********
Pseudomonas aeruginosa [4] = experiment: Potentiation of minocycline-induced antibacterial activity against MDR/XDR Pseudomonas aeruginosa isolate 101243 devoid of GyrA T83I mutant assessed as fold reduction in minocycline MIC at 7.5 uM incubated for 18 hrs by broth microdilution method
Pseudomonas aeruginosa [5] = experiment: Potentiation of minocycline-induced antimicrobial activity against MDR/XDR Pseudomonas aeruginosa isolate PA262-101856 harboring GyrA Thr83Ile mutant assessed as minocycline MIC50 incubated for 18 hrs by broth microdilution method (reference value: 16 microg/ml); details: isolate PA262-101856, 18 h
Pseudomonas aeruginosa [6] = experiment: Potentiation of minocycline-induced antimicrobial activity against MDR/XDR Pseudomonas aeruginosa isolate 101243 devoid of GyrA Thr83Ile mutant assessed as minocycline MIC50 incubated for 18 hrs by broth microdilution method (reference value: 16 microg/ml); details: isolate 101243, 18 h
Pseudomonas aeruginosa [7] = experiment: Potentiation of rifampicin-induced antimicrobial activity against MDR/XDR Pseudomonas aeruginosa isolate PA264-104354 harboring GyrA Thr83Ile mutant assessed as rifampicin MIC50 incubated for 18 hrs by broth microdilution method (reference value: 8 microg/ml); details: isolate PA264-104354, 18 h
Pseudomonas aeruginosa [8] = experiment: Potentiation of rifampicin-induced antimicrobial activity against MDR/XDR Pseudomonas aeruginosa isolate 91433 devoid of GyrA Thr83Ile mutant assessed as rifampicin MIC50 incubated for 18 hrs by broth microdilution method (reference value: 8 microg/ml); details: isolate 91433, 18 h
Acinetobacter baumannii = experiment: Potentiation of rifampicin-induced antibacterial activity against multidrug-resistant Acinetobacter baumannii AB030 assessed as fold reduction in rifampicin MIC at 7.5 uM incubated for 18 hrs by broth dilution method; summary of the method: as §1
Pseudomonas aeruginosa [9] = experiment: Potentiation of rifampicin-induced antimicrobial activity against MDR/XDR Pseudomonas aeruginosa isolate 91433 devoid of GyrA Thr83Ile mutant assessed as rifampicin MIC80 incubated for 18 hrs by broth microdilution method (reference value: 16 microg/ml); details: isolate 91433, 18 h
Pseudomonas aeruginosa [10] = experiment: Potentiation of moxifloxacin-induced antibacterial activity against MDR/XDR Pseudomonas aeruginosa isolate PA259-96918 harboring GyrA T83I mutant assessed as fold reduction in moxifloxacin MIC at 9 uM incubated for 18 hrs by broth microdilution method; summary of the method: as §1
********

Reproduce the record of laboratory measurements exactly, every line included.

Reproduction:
Pseudomonas aeruginosa [4] = experiment: Potentiation of minocycline-induced antibacterial activity against MDR/XDR Pseudomonas aeruginosa isolate 101243 devoid of GyrA T83I mutant assessed as fold reduction in minocycline MIC at 7.5 uM incubated for 18 hrs by broth microdilution method
Pseudomonas aeruginosa [5] = experiment: Potentiation of minocycline-induced antimicrobial activity against MDR/XDR Pseudomonas aeruginosa isolate PA262-101856 harboring GyrA Thr83Ile mutant assessed as minocycline MIC50 incubated for 18 hrs by broth microdilution method (reference value: 16 microg/ml); details: isolate PA262-101856, 18 h
Pseudomonas aeruginosa [6] = experiment: Potentiation of minocycline-induced antimicrobial activity against MDR/XDR Pseudomonas aeruginosa isolate 101243 devoid of GyrA Thr83Ile mutant assessed as minocycline MIC50 incubated for 18 hrs by broth microdilution method (reference value: 16 microg/ml); details: isolate 101243, 18 h
Pseudomonas aeruginosa [7] = experiment: Potentiation of rifampicin-induced antimicrobial activity against MDR/XDR Pseudomonas aeruginosa isolate PA264-104354 harboring GyrA Thr83Ile mutant assessed as rifampicin MIC50 incubated for 18 hrs by broth microdilution method (reference value: 8 microg/ml); details: isolate PA264-104354, 18 h
Pseudomonas aeruginosa [8] = experiment: Potentiation of rifampicin-induced antimicrobial activity against MDR/XDR Pseudomonas aeruginosa isolate 91433 devoid of GyrA Thr83Ile mutant assessed as rifampicin MIC50 incubated for 18 hrs by broth microdilution method (reference value: 8 microg/ml); details: isolate 91433, 18 h
Acinetobacter baumannii = experiment: Potentiation of rifampicin-induced antibacterial activity against multidrug-resistant Acinetobacter baumannii AB030 assessed as fold reduction in rifampicin MIC at 7.5 uM incubated for 18 hrs by broth dilution method; summary of the method: as §1
Pseudomonas aeruginosa [9] = experiment: Potentiation of rifampicin-induced antimicrobial activity against MDR/XDR Pseudomonas aeruginosa isolate 91433 devoid of GyrA Thr83Ile mutant assessed as rifampicin MIC80 incubated for 18 hrs by broth microdilution method (reference value: 16 microg/ml); details: isolate 91433, 18 h
Pseudomonas aeruginosa [10] = experiment: Potentiation of moxifloxacin-induced antibacterial activity against MDR/XDR Pseudomonas aeruginosa isolate PA259-96918 harboring GyrA T83I mutant assessed as fold reduction in moxifloxacin MIC at 9 uM incubated for 18 hrs by broth microdilution method; summary of the method: as §1